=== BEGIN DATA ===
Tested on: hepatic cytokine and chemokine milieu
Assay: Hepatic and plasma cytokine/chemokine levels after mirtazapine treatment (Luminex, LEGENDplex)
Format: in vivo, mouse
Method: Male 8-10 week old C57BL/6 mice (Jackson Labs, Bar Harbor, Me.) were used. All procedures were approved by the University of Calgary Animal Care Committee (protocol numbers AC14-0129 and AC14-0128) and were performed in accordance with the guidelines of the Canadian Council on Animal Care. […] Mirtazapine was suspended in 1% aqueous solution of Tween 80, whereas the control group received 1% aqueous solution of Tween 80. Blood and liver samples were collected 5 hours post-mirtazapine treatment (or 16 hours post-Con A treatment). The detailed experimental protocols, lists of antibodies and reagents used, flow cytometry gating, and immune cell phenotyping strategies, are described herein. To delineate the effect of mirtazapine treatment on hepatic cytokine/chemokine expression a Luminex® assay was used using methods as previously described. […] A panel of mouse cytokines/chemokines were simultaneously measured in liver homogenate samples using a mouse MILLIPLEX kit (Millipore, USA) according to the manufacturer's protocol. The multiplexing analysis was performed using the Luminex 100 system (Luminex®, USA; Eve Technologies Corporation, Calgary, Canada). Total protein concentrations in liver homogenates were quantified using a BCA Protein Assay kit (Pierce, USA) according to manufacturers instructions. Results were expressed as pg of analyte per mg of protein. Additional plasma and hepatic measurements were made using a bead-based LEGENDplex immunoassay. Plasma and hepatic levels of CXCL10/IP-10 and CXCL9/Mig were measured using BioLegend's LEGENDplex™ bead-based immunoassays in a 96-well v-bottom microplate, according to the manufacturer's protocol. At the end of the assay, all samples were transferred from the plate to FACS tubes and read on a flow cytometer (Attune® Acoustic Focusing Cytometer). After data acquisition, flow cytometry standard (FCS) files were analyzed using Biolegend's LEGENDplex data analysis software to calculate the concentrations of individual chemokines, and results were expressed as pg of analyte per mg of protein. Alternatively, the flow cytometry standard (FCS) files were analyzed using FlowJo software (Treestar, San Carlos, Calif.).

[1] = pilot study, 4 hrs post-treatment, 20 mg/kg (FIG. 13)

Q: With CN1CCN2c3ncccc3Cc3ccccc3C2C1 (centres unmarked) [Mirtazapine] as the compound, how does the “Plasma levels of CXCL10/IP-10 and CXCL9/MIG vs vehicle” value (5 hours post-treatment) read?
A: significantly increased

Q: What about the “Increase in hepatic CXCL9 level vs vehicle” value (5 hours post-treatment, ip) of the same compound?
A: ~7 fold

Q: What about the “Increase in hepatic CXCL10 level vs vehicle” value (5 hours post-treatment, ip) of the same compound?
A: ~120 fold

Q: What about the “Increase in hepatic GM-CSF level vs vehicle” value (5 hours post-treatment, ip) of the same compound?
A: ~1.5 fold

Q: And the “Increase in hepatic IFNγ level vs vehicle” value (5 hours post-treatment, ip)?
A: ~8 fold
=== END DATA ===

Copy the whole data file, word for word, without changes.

Tested on: hepatic cytokine and chemokine milieu
Assay: Hepatic and plasma cytokine/chemokine levels after mirtazapine treatment (Luminex, LEGENDplex)
Format: in vivo, mouse
Method: Male 8-10 week old C57BL/6 mice (Jackson Labs, Bar Harbor, Me.) were used. All procedures were approved by the University of Calgary Animal Care Committee (protocol numbers AC14-0129 and AC14-0128) and were performed in accordance with the guidelines of the Canadian Council on Animal Care. […] Mirtazapine was suspended in 1% aqueous solution of Tween 80, whereas the control group received 1% aqueous solution of Tween 80. Blood and liver samples were collected 5 hours post-mirtazapine treatment (or 16 hours post-Con A treatment). The detailed experimental protocols, lists of antibodies and reagents used, flow cytometry gating, and immune cell phenotyping strategies, are described herein. To delineate the effect of mirtazapine treatment on hepatic cytokine/chemokine expression a Luminex® assay was used using methods as previously described. […] A panel of mouse cytokines/chemokines were simultaneously measured in liver homogenate samples using a mouse MILLIPLEX kit (Millipore, USA) according to the manufacturer's protocol. The multiplexing analysis was performed using the Luminex 100 system (Luminex®, USA; Eve Technologies Corporation, Calgary, Canada). Total protein concentrations in liver homogenates were quantified using a BCA Protein Assay kit (Pierce, USA) according to manufacturers instructions. Results were expressed as pg of analyte per mg of protein. Additional plasma and hepatic measurements were made using a bead-based LEGENDplex immunoassay. Plasma and hepatic levels of CXCL10/IP-10 and CXCL9/Mig were measured using BioLegend's LEGENDplex™ bead-based immunoassays in a 96-well v-bottom microplate, according to the manufacturer's protocol. At the end of the assay, all samples were transferred from the plate to FACS tubes and read on a flow cytometer (Attune® Acoustic Focusing Cytometer). After data acquisition, flow cytometry standard (FCS) files were analyzed using Biolegend's LEGENDplex data analysis software to calculate the concentrations of individual chemokines, and results were expressed as pg of analyte per mg of protein. Alternatively, the flow cytometry standard (FCS) files were analyzed using FlowJo software (Treestar, San Carlos, Calif.).

[1] = pilot study, 4 hrs post-treatment, 20 mg/kg (FIG. 13)

Q: With CN1CCN2c3ncccc3Cc3ccccc3C2C1 (centres unmarked) [Mirtazapine] as the compound, how does the “Plasma levels of CXCL10/IP-10 and CXCL9/MIG vs vehicle” value (5 hours post-treatment) read?
A: significantly increased

Q: What about the “Increase in hepatic CXCL9 level vs vehicle” value (5 hours post-treatment, ip) of the same compound?
A: ~7 fold

Q: What about the “Increase in hepatic CXCL10 level vs vehicle” value (5 hours post-treatment, ip) of the same compound?
A: ~120 fold

Q: What about the “Increase in hepatic GM-CSF level vs vehicle” value (5 hours post-treatment, ip) of the same compound?
A: ~1.5 fold

Q: And the “Increase in hepatic IFNγ level vs vehicle” value (5 hours post-treatment, ip)?
A: ~8 fold